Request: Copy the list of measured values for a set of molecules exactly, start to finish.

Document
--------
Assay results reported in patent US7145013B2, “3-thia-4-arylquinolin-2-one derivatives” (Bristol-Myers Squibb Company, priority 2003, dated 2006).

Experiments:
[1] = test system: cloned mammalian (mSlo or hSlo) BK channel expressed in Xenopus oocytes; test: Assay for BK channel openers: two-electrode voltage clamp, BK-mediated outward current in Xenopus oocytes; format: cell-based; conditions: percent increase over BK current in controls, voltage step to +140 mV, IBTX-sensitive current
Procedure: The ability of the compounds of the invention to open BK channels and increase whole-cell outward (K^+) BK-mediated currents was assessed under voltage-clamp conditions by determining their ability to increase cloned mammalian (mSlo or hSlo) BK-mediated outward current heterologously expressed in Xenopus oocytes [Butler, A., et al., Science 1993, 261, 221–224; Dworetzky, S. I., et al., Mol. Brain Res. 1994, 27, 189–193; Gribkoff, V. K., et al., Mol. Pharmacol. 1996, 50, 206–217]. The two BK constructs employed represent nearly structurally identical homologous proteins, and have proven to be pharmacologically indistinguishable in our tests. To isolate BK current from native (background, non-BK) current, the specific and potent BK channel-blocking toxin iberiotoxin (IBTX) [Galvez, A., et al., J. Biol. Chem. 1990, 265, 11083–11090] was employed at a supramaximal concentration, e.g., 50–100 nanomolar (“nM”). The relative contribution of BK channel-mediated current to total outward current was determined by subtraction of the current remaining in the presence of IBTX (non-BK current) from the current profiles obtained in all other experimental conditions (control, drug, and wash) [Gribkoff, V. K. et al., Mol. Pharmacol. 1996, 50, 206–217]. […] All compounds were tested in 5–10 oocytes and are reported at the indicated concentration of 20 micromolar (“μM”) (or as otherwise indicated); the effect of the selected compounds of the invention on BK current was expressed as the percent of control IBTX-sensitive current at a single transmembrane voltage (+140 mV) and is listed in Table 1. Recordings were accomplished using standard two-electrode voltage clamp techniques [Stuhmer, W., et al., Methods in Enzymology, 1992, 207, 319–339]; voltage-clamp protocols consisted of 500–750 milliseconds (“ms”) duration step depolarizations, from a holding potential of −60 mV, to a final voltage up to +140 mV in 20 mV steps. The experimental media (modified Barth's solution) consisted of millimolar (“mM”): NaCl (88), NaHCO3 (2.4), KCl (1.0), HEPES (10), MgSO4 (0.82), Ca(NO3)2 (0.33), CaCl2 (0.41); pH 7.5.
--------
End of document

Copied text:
Assay results reported in patent US7145013B2, “3-thia-4-arylquinolin-2-one derivatives” (Bristol-Myers Squibb Company, priority 2003, dated 2006).

Experiments:
[1] = test system: cloned mammalian (mSlo or hSlo) BK channel expressed in Xenopus oocytes; test: Assay for BK channel openers: two-electrode voltage clamp, BK-mediated outward current in Xenopus oocytes; format: cell-based; conditions: percent increase over BK current in controls, voltage step to +140 mV, IBTX-sensitive current
Procedure: The ability of the compounds of the invention to open BK channels and increase whole-cell outward (K^+) BK-mediated currents was assessed under voltage-clamp conditions by determining their ability to increase cloned mammalian (mSlo or hSlo) BK-mediated outward current heterologously expressed in Xenopus oocytes [Butler, A., et al., Science 1993, 261, 221–224; Dworetzky, S. I., et al., Mol. Brain Res. 1994, 27, 189–193; Gribkoff, V. K., et al., Mol. Pharmacol. 1996, 50, 206–217]. The two BK constructs employed represent nearly structurally identical homologous proteins, and have proven to be pharmacologically indistinguishable in our tests. To isolate BK current from native (background, non-BK) current, the specific and potent BK channel-blocking toxin iberiotoxin (IBTX) [Galvez, A., et al., J. Biol. Chem. 1990, 265, 11083–11090] was employed at a supramaximal concentration, e.g., 50–100 nanomolar (“nM”). The relative contribution of BK channel-mediated current to total outward current was determined by subtraction of the current remaining in the presence of IBTX (non-BK current) from the current profiles obtained in all other experimental conditions (control, drug, and wash) [Gribkoff, V. K. et al., Mol. Pharmacol. 1996, 50, 206–217]. […] All compounds were tested in 5–10 oocytes and are reported at the indicated concentration of 20 micromolar (“μM”) (or as otherwise indicated); the effect of the selected compounds of the invention on BK current was expressed as the percent of control IBTX-sensitive current at a single transmembrane voltage (+140 mV) and is listed in Table 1. Recordings were accomplished using standard two-electrode voltage clamp techniques [Stuhmer, W., et al., Methods in Enzymology, 1992, 207, 319–339]; voltage-clamp protocols consisted of 500–750 milliseconds (“ms”) duration step depolarizations, from a holding potential of −60 mV, to a final voltage up to +140 mV in 20 mV steps. The experimental media (modified Barth's solution) consisted of millimolar (“mM”): NaCl (88), NaHCO3 (2.4), KCl (1.0), HEPES (10), MgSO4 (0.82), Ca(NO3)2 (0.33), CaCl2 (0.41); pH 7.5.